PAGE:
Sunday, April 5, 2009

Reflections on Lent

About one week before Ash Wednesday (February 25), my friend Cora Ang emailed me exploring my interest to attend a series of Lenten talks to be held in our office for 6 weeks, culminating a few days before Holy Week.

Fortunately in our office, respect for one's culture and religious belief is, at all times, observed. Being a United Nations specialized agency, staff are repeatedly reminded that a UN staff is expected to work harmoniously in a multicultural setup, that includes respect for one's religious inclinations. It is no surprise for supervisors to accept the fact that his/her staff disappears for a longer time than usual especially during first Fridays and Roman Catholic church's holidays of obligation. But then, they also are happy to see that the same staff is very much willing to stay an additional hour or two beyond office hours, to make up for the lost time. This is a very much accepted but unspoken arrangement for many many years now.

Perhaps 99% (if not 100%) of the Filipino staff in our office are Christians. A group of staff regularly holds Bible studies in the office. Everyone, regardless of religious affinity, is welcome to attend. This year, when the Lenten season set in, a group of friends also organized a series of Lenten talks, which culminated last Thursday, 2 April. During the last day, Brother Eng summarized to us the lessons he shared with us for the past 6 weeks. Part of his talk was to discuss the three kinds of prayers: active, quiet and constant. In our everyday lives, most of us, if not all, resort to one, if not all of these kinds of prayers. He repeated to us the usual routine when praying: A(adoration); C(contrition); T(thanksgiving); S(supplication). In the past, when I was still ignorant of this routine, I usually head on to thanksgiving and supplication, often foregoing adoration and contrition. But our Father, whose mercy and goodness is unbounded, still answers my prayers, either a yes or no, which I readily accept.

The past six weeks had been very enriching for those of us who attended the Lenten talks. Most days, our time and attention are focused on our families and our work, often forgetting that our souls also need to eat, to be nourished and taken cared of. The Lenten talks proved to be the "vitamins" that most of us need to boost our spiritual lives, to prepare ourselves for the Holy Week during which we commemorate the passion of our Lord Jesus Christ. Lent makes us remember the ultimate sacrifice that Jesus made to cleanse us all from sin, which He paid by giving up His life. Sacrifice - to give up, to forgo, to surrender. One easy word, and yet very difficult to make for many of us.

Which brings to my mind an article I read many years ago about two brothers who lived in the 15th century and both dreamt of becoming famous artists. They were eighteen siblings and their parents couldn't send all of them to school. One night, the two brothers tossed a coin - the winner goes to college, the loser goes to work in the mines, after which the winner comes back and the loser goes to college. For four years, the winning brother studied in college while the loser toiled for days on end just so his brother could continue schooling. In no time at all, the winning brother was recognized for his genuine talent - in his etchings and oil paintings. He came back home and the family had a celebration to welcome him back. During the feast, he requested everybody to give a toast not to him but to his brother who worked in the mines for four years just to support him. And he proudly announced that his brother could now go to college. His brother declined the offer, and at last showed him his gnarled hands, which have been broken a lot of times and now suffers from arthritis due to the nature of his work in the mines. The winning brother paid homage to his brother by painting his hands while in the act of praying - and this masterpiece is now known as "The Praying Hands". The painter? Albrecht Durer.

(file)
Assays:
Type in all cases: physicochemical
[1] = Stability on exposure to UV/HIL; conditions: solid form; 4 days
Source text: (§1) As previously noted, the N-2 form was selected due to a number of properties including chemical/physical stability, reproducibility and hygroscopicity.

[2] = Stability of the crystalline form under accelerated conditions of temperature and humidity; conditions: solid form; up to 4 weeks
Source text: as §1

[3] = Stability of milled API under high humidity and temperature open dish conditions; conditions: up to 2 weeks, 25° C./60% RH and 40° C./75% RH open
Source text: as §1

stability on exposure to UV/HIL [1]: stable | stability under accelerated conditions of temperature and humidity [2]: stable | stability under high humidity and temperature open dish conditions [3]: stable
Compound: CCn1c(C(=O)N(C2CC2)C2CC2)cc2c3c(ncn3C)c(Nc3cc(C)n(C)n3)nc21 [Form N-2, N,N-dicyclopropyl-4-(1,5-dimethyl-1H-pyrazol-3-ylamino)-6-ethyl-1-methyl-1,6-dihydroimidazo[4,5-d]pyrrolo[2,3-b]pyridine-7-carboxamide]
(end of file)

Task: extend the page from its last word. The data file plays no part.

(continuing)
And now, as we commemorate Holy Week, I pray that each one of us find time to reflect on the sacrifice that Jesus Christ made more than two thousand years ago. As Brother Eng said, let us find our language of prayer. God understands all of us no matter how we express ourselves while praying. Each word is heard and understood. He hears the beat of our hearts, and He sees our wish to repent for our sins and our wish to renew ourselves in His eyes. Relax and let God soothe our soul, read His word each day, and be at peace with ourselves.

Prayer is the peace of our spirit, the stillness of our thoughts, the eveness of our recollection, the seat of of meditation, the rest of our cares, and the calm of our tempest. (Anonymous).

1 comment:

Seasons said...

Aren't you glad we have a God who still accepts us no matter how much we have sinned, sometimes going thru the cycle of sinning-asking forgiveness-sinning the same sin-asking forgiveness and on and on and on. Aren't you glad we have a God who can always see through our hearts and tell if we are genuine in our repentance or not? Aren't you glad we have a God who, even though He knows we'll commit the same sin again after asking for forgiveness, restores us to a sinless state? Aren't you glad we have a God who first loved us even though we were still in sin?